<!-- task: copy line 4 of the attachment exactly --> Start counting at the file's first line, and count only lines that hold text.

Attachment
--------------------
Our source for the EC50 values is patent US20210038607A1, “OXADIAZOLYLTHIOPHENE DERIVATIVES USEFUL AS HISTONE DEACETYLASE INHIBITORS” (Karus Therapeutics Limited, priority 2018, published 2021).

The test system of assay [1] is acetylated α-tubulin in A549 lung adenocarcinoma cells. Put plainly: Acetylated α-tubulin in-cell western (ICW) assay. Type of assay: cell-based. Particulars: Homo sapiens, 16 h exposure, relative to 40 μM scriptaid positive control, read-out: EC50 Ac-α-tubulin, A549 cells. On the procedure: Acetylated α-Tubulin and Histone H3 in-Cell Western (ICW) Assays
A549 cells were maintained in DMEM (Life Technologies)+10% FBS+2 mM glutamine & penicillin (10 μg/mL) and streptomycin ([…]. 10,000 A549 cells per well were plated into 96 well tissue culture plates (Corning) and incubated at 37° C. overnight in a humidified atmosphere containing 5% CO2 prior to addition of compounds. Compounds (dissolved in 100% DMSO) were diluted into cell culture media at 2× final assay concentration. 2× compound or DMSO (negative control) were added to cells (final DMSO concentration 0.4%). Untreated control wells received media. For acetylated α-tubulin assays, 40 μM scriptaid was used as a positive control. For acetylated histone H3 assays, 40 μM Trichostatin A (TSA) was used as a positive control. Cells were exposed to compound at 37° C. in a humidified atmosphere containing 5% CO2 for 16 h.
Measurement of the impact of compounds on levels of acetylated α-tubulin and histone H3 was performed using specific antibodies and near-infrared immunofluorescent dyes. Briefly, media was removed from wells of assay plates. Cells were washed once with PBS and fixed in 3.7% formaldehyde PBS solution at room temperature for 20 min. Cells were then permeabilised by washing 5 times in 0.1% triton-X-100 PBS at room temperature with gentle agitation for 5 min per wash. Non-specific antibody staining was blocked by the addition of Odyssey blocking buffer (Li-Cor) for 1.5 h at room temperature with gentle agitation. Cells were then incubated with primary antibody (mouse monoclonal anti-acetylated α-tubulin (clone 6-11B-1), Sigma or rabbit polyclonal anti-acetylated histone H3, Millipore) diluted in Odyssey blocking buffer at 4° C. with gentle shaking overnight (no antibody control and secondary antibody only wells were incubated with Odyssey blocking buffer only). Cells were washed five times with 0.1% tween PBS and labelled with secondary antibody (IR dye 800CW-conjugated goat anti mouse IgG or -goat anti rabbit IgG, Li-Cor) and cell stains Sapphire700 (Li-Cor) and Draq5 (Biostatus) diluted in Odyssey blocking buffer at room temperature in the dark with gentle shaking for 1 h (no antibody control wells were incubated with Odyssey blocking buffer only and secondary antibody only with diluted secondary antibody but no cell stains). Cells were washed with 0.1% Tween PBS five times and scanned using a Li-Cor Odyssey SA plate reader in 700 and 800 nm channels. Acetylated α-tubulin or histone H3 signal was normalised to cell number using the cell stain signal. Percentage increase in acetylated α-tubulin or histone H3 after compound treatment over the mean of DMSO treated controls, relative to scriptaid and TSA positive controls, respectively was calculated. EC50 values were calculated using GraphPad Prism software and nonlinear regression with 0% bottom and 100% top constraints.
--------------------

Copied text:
Measurement of the impact of compounds on levels of acetylated α-tubulin and histone H3 was performed using specific antibodies and near-infrared immunofluorescent dyes. Briefly, media was removed from wells of assay plates. Cells were washed once with PBS and fixed in 3.7% formaldehyde PBS solution at room temperature for 20 min. Cells were then permeabilised by washing 5 times in 0.1% triton-X-100 PBS at room temperature with gentle agitation for 5 min per wash. Non-specific antibody staining was blocked by the addition of Odyssey blocking buffer (Li-Cor) for 1.5 h at room temperature with gentle agitation. Cells were then incubated with primary antibody (mouse monoclonal anti-acetylated α-tubulin (clone 6-11B-1), Sigma or rabbit polyclonal anti-acetylated histone H3, Millipore) diluted in Odyssey blocking buffer at 4° C. with gentle shaking overnight (no antibody control and secondary antibody only wells were incubated with Odyssey blocking buffer only). Cells were washed five times with 0.1% tween PBS and labelled with secondary antibody (IR dye 800CW-conjugated goat anti mouse IgG or -goat anti rabbit IgG, Li-Cor) and cell stains Sapphire700 (Li-Cor) and Draq5 (Biostatus) diluted in Odyssey blocking buffer at room temperature in the dark with gentle shaking for 1 h (no antibody control wells were incubated with Odyssey blocking buffer only and secondary antibody only with diluted secondary antibody but no cell stains). Cells were washed with 0.1% Tween PBS five times and scanned using a Li-Cor Odyssey SA plate reader in 700 and 800 nm channels. Acetylated α-tubulin or histone H3 signal was normalised to cell number using the cell stain signal. Percentage increase in acetylated α-tubulin or histone H3 after compound treatment over the mean of DMSO treated controls, relative to scriptaid and TSA positive controls, respectively was calculated. EC50 values were calculated using GraphPad Prism software and nonlinear regression with 0% bottom and 100% top constraints.